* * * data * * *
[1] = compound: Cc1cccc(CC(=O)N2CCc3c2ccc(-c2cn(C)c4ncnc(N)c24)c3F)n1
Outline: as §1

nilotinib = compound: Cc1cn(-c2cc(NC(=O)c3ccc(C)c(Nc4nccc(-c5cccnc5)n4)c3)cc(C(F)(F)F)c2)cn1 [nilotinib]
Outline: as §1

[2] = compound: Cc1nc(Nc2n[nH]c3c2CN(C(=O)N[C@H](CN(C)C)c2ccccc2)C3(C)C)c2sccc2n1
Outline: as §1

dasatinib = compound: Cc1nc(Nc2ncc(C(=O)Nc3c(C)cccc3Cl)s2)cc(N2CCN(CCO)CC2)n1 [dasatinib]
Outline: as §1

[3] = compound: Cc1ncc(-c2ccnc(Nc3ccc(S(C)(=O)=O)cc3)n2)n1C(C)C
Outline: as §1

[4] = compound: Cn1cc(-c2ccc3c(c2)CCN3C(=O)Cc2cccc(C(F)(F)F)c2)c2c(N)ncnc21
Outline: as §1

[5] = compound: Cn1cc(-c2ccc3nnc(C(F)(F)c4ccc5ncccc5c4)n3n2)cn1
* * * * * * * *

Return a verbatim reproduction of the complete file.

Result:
[1] = compound: Cc1cccc(CC(=O)N2CCc3c2ccc(-c2cn(C)c4ncnc(N)c24)c3F)n1
Outline: as §1

nilotinib = compound: Cc1cn(-c2cc(NC(=O)c3ccc(C)c(Nc4nccc(-c5cccnc5)n4)c3)cc(C(F)(F)F)c2)cn1 [nilotinib]
Outline: as §1

[2] = compound: Cc1nc(Nc2n[nH]c3c2CN(C(=O)N[C@H](CN(C)C)c2ccccc2)C3(C)C)c2sccc2n1
Outline: as §1

dasatinib = compound: Cc1nc(Nc2ncc(C(=O)Nc3c(C)cccc3Cl)s2)cc(N2CCN(CCO)CC2)n1 [dasatinib]
Outline: as §1

[3] = compound: Cc1ncc(-c2ccnc(Nc3ccc(S(C)(=O)=O)cc3)n2)n1C(C)C
Outline: as §1

[4] = compound: Cn1cc(-c2ccc3c(c2)CCN3C(=O)Cc2cccc(C(F)(F)F)c2)c2c(N)ncnc21
Outline: as §1

[5] = compound: Cn1cc(-c2ccc3nnc(C(F)(F)c4ccc5ncccc5c4)n3n2)cn1